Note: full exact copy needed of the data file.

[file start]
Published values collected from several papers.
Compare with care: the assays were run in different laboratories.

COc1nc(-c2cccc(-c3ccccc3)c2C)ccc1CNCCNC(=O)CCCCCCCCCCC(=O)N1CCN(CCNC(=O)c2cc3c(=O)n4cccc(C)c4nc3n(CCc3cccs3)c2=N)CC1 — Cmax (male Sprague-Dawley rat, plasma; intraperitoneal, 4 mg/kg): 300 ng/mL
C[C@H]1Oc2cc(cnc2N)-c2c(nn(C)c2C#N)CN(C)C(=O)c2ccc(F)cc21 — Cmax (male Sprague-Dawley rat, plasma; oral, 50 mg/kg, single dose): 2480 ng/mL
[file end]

Published values collected from several papers.
Compare with care: the assays were run in different laboratories.

COc1nc(-c2cccc(-c3ccccc3)c2C)ccc1CNCCNC(=O)CCCCCCCCCCC(=O)N1CCN(CCNC(=O)c2cc3c(=O)n4cccc(C)c4nc3n(CCc3cccs3)c2=N)CC1 — Cmax (male Sprague-Dawley rat, plasma; intraperitoneal, 4 mg/kg): 300 ng/mL
C[C@H]1Oc2cc(cnc2N)-c2c(nn(C)c2C#N)CN(C)C(=O)c2ccc(F)cc21 — Cmax (male Sprague-Dawley rat, plasma; oral, 50 mg/kg, single dose): 2480 ng/mL